The so-called FAAMG group of US technology stocks (Facebook, Apple, Amazon, Microsoft, and Google), which represent a quarter of the S&P 500’s market capitalization, will be reporting their results in the next few days. The quarterly numbers and outlooks of these and other big tech companies could potentially have significant implications on the S&P 500 and obviously the tech-heavy Nasdaq indices.
The tech sector was among the biggest beneficiaries of the lockdown but as Netflix and Intel reminded us last week, past performance is not necessarily a good indicator for the future. Tesla also reported a record profit and made $101 million on Bitcoin holdings, but its shares fell 4% today. The lack of further bullish follow-thru for Tesla shares may be sign of things to come for the tech sector.
It is possible that the bar may be set too high for these companies to beat. In addition, investors are looking ahead and would be wondering what will drive their shares as economies end lockdowns:
- Working from home may soon become a thing of the past for many employees and other pandemic-driven consumer preferences are going to evolve. This might have major implications, especially for the technology sector. For example, companies with subscription-based services might struggle to win new customers the same way they did during lockdown when people stayed at home mostly and purchased services online. Taking Netflix as an example, its subscriber growth slowed far faster than anticipated in Q1 and was the smallest first quarter gain in four years. Its shares slumped, even though it reported better-than-expected top and bottom lines. So, it is going to become increasingly difficult for these types of companies that excelled last year to keep up pace. Investors will be focusing on what company execs will be highlighting about the changing behaviour of consumers in their quarterly reports and earnings calls, than just merely concentrating on the top and bottom lines.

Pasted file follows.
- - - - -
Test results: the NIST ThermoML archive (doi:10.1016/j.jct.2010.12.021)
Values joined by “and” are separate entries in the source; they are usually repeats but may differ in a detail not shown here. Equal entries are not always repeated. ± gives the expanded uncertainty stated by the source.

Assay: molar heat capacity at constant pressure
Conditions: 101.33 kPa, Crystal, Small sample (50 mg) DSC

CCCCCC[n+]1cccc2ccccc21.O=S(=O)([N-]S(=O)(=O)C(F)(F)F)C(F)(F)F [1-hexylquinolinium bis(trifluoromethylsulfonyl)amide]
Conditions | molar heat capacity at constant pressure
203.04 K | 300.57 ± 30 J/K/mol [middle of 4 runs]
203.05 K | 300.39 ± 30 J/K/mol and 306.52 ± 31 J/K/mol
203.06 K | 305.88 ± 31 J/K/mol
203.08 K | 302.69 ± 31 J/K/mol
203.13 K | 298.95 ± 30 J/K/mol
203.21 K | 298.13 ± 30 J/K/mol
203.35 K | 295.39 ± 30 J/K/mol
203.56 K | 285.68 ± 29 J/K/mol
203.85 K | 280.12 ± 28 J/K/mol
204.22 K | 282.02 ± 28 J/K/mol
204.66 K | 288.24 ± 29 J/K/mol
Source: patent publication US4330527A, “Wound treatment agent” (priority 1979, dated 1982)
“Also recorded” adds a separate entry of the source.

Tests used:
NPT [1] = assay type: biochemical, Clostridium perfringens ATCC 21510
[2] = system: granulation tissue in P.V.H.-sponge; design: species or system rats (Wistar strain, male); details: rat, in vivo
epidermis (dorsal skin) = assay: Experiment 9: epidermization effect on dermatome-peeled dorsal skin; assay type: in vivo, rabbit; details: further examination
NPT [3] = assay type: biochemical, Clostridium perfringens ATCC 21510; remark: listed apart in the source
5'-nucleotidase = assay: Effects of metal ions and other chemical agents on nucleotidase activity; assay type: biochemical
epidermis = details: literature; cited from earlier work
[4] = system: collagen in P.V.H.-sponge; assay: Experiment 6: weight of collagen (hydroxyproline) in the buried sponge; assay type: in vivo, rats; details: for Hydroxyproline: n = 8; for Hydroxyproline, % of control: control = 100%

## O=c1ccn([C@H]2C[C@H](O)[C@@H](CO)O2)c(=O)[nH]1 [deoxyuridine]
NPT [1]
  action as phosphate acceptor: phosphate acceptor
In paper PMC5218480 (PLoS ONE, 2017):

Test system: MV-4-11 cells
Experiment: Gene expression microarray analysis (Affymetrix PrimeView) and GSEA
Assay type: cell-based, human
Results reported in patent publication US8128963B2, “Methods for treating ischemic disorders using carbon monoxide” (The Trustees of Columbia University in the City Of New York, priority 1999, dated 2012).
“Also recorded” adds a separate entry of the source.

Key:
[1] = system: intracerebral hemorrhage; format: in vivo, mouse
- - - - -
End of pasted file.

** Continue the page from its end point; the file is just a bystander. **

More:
- Another big risk facing US companies is tougher regulations and higher taxes for the richest Americans. President Joe Biden and the Democratically-controlled Congress will be keen to regulate tech giants, with regulators continuing to pursue anti-trust actions against the likes of Apple and Alphabet. Meanwhile Biden’s proposal of nearly doubling levies on capital gains for people earning more than $1m could provide a massive blow to the equity markets, if it ultimately passes in a form similar to the initial proposal. It could discourage the richest Americans who are likely to own shares from allocating money towards long-term investments. They might sell shares before the tax increase becomes low, potentially derailing the stock market rally.
- Meanwhile, as global lockdown measures are slowly likely to ease, things will hopefully return to more normal ways in the coming months. The US economy is likely to rebound strongly, and inflation will probably heat up as a result, requiring tighter monetary policy as a result. If the Fed were to start tapering bond purchases later in the year, this will likely put upward pressure on bond yields. Rising yields are seen as negative for the growth stocks, whose dividend yields are comparatively lower than what you would get from fixed income.
So, the technology sector may not perform as spectacularly as it did last year and there is a risk even, we could see a reversal in shares of tech giants as investors worry about rising borrowing costs, tougher regulations, higher taxes and lower earnings potential in the coming quarters.
Still, any blowout numbers could provide short-term boost to their shares, or at least help keep them at lofty levels for a while yet. So, keep an eye on Microsoft, Google and AMD which are among the companies publishing their results after the closing bell tonight, while Apple, Facebook, eBay and Qualcomm are set to post their numbers on Wednesday, with Amazon to follow a day later on Thursday.
Microsoft is expected to see solid demand thanks to the IT spending recovery and analysts are expecting its revenue to rise at its fastest pace in the past 10 quarters to $41.1 billion from $35.0 billion in the previous quarter. Microsoft is expected to deliver an adjusted earnings per share of $1.78 vs. $1.40 previously. Google parent company Alphabet is also expected to provide strong set of results, as it is likely to have benefitted from the strength in digital ad spending as well as cloud sales. GOOG’s adjusted EPS is expected to be $19.72 on revenue of $51.60 billion.
Source: ThinkMarkets and TradingView.com
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